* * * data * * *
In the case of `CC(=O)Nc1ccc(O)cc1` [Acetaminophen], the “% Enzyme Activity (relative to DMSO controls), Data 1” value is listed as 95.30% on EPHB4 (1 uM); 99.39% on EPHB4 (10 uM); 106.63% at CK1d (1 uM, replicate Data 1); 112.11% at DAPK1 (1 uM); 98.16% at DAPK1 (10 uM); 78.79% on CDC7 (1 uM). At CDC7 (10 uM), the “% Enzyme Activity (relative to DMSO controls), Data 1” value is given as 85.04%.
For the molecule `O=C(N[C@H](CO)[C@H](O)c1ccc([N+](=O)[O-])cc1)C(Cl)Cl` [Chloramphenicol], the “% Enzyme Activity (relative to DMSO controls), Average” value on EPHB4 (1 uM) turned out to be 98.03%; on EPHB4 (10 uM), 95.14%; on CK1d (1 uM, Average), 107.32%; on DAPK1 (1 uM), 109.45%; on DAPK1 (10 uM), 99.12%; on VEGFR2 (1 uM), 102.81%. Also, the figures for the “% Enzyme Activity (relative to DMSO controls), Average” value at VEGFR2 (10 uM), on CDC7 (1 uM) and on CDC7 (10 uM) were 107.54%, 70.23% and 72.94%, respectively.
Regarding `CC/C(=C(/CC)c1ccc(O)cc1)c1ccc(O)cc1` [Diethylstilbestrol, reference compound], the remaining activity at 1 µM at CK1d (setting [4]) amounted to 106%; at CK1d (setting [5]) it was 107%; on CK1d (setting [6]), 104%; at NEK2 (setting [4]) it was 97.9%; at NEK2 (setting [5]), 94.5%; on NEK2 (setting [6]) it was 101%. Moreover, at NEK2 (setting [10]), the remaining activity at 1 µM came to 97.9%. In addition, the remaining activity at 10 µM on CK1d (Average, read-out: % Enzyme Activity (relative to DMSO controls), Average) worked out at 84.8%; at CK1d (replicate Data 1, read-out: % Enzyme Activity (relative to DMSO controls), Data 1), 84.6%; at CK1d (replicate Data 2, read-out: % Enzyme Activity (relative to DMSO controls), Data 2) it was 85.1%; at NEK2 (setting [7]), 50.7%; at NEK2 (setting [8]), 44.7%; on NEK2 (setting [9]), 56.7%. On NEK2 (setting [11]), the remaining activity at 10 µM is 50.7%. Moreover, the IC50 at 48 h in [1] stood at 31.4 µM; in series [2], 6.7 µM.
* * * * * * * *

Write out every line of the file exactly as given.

In the case of `CC(=O)Nc1ccc(O)cc1` [Acetaminophen], the “% Enzyme Activity (relative to DMSO controls), Data 1” value is listed as 95.30% on EPHB4 (1 uM); 99.39% on EPHB4 (10 uM); 106.63% at CK1d (1 uM, replicate Data 1); 112.11% at DAPK1 (1 uM); 98.16% at DAPK1 (10 uM); 78.79% on CDC7 (1 uM). At CDC7 (10 uM), the “% Enzyme Activity (relative to DMSO controls), Data 1” value is given as 85.04%.
For the molecule `O=C(N[C@H](CO)[C@H](O)c1ccc([N+](=O)[O-])cc1)C(Cl)Cl` [Chloramphenicol], the “% Enzyme Activity (relative to DMSO controls), Average” value on EPHB4 (1 uM) turned out to be 98.03%; on EPHB4 (10 uM), 95.14%; on CK1d (1 uM, Average), 107.32%; on DAPK1 (1 uM), 109.45%; on DAPK1 (10 uM), 99.12%; on VEGFR2 (1 uM), 102.81%. Also, the figures for the “% Enzyme Activity (relative to DMSO controls), Average” value at VEGFR2 (10 uM), on CDC7 (1 uM) and on CDC7 (10 uM) were 107.54%, 70.23% and 72.94%, respectively.
Regarding `CC/C(=C(/CC)c1ccc(O)cc1)c1ccc(O)cc1` [Diethylstilbestrol, reference compound], the remaining activity at 1 µM at CK1d (setting [4]) amounted to 106%; at CK1d (setting [5]) it was 107%; on CK1d (setting [6]), 104%; at NEK2 (setting [4]) it was 97.9%; at NEK2 (setting [5]), 94.5%; on NEK2 (setting [6]) it was 101%. Moreover, at NEK2 (setting [10]), the remaining activity at 1 µM came to 97.9%. In addition, the remaining activity at 10 µM on CK1d (Average, read-out: % Enzyme Activity (relative to DMSO controls), Average) worked out at 84.8%; at CK1d (replicate Data 1, read-out: % Enzyme Activity (relative to DMSO controls), Data 1), 84.6%; at CK1d (replicate Data 2, read-out: % Enzyme Activity (relative to DMSO controls), Data 2) it was 85.1%; at NEK2 (setting [7]), 50.7%; at NEK2 (setting [8]), 44.7%; on NEK2 (setting [9]), 56.7%. On NEK2 (setting [11]), the remaining activity at 10 µM is 50.7%. Moreover, the IC50 at 48 h in [1] stood at 31.4 µM; in series [2], 6.7 µM.